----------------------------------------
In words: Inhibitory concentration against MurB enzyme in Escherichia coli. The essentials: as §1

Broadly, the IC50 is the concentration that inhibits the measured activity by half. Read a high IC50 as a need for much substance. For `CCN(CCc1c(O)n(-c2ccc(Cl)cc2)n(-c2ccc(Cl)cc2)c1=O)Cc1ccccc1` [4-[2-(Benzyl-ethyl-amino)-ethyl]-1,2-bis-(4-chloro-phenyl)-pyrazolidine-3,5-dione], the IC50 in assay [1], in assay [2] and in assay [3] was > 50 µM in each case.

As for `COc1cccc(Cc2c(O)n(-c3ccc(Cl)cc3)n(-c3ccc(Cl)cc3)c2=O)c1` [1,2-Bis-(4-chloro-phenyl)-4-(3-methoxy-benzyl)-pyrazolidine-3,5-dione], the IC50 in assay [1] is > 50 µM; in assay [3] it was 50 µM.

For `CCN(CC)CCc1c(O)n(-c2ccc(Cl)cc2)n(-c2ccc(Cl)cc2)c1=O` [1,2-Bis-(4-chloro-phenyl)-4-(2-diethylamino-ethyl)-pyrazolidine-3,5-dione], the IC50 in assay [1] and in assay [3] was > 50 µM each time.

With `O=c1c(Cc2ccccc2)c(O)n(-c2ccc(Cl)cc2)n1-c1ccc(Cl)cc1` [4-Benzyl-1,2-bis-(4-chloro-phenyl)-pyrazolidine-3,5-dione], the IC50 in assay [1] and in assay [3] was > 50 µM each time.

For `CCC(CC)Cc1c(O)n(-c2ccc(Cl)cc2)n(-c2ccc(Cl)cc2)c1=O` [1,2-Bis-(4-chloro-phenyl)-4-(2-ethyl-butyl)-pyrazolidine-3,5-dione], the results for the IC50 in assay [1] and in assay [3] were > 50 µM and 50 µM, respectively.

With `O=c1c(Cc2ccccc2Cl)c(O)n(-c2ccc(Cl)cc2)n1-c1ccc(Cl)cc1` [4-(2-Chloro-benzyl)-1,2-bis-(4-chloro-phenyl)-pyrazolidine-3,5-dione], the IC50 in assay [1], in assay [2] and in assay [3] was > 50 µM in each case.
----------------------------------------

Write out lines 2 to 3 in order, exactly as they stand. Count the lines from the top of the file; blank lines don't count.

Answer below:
Broadly, the IC50 is the concentration that inhibits the measured activity by half. Read a high IC50 as a need for much substance. For `CCN(CCc1c(O)n(-c2ccc(Cl)cc2)n(-c2ccc(Cl)cc2)c1=O)Cc1ccccc1` [4-[2-(Benzyl-ethyl-amino)-ethyl]-1,2-bis-(4-chloro-phenyl)-pyrazolidine-3,5-dione], the IC50 in assay [1], in assay [2] and in assay [3] was > 50 µM in each case.

As for `COc1cccc(Cc2c(O)n(-c3ccc(Cl)cc3)n(-c3ccc(Cl)cc3)c2=O)c1` [1,2-Bis-(4-chloro-phenyl)-4-(3-methoxy-benzyl)-pyrazolidine-3,5-dione], the IC50 in assay [1] is > 50 µM; in assay [3] it was 50 µM.